Foreign keys in PostgreSQL: Circular dependencies

06.2024 / Category: / Tags: |

Relational databases provide one very essential functionality which is key to integrity, data quality and consistency: foreign keys. If you want to build a professional application that relies on correct data, there is basically no way around the concept of referential integrity. The same is, of course, true in PostgreSQL.

Foreign keys and circular dependencies

However, there is a corner case many people are not aware of: circular dependencies. Now, how can that ever happen? Consider the following example which has been tested in PostgreSQL:

In this case, we want to store departments and employees. Every department will need a leader, and every employee will need a department. We cannot have a department without a department leader - but we cannot have an employee without a department either.

The problem which arises is that we cannot insert into those two tables anymore without violating the foreign keys. The next listing shows what happens:

The problem is the same if we start to insert into the other table first - both operations will cause a similar error, so we are basically stuck with two tables into which we cannot insert any data.

INITIALLY DEFERRED coming to the rescue

The solution to the problem is to use “INITIALLY DEFERRED”. The idea is simple. Consider the following constraint instead of the one we created above:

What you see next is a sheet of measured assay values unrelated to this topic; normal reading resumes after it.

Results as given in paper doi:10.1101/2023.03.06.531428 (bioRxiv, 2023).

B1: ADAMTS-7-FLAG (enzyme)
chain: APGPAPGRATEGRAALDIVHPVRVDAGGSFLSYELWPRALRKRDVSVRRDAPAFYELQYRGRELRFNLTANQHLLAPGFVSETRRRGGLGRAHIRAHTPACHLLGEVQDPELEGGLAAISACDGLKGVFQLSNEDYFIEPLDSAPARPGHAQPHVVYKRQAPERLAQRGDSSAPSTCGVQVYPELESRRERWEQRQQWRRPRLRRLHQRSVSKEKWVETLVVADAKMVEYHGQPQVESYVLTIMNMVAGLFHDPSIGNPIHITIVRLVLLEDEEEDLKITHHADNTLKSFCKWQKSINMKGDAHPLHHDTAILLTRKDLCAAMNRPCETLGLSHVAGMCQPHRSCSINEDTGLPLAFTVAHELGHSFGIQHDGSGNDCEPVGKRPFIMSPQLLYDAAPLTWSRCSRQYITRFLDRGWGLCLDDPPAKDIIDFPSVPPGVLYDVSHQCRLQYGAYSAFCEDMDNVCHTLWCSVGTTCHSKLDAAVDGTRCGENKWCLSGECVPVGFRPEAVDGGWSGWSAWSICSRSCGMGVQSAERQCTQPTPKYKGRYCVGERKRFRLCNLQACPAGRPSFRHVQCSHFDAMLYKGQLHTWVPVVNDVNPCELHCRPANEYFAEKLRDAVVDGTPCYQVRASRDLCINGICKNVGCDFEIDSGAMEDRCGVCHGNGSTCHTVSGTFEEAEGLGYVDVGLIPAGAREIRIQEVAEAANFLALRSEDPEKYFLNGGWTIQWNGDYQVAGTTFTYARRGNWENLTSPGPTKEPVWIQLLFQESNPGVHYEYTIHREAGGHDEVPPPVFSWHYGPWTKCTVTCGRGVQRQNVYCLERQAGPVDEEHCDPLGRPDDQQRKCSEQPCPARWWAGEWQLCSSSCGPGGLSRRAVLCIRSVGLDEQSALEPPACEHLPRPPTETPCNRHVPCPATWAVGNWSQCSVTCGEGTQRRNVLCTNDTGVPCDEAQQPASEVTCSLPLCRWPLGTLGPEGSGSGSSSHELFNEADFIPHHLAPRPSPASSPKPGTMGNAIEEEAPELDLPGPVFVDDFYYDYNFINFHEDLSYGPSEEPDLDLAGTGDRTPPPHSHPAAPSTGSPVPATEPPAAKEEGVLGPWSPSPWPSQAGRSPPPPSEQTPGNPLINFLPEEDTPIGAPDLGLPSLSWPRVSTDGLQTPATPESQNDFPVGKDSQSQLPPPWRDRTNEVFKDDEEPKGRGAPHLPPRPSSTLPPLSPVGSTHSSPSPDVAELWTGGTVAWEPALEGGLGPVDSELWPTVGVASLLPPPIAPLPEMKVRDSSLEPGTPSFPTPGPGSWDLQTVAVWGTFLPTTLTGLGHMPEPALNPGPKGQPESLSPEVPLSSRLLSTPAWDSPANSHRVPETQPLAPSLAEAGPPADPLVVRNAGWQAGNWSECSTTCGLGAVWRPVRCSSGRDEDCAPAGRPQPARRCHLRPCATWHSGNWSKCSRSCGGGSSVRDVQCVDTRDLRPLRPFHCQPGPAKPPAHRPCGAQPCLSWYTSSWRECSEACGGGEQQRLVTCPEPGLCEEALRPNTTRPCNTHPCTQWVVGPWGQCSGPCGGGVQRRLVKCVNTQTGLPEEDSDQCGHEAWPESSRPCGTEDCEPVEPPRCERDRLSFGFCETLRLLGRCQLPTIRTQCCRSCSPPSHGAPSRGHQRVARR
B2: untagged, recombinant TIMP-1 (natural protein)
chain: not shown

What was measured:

The purpose of INITIALLY DEFERRED is to tell PostgreSQL to NOT perform the constraint check immediately while the write operation is happening, but to delay it until COMMIT. The advantage is that within the transaction, we can perform operations in any order and just make sure that all constraints are satisfied when COMMIT happens.

If we create the foreign key constraint om department like above, we can insert data nicely in a single transaction without violating any constraints at all. Here is how it works:

As you can see, this transaction works just fine and can be used to handle complex dependencies without having to worry about insertion order.


If you want to make sure that you get good performance when deleting data where foreign keys are involved, we recommend checking out Laurenz Albe’s blog post about indexing foreign keys.

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Tuan Le
Tuan Le
8 days ago

Great to know. Thank Hans!

Another common solution I have seen and used is having a relation table between "department" and "employee" tables. For example: "department_leader".

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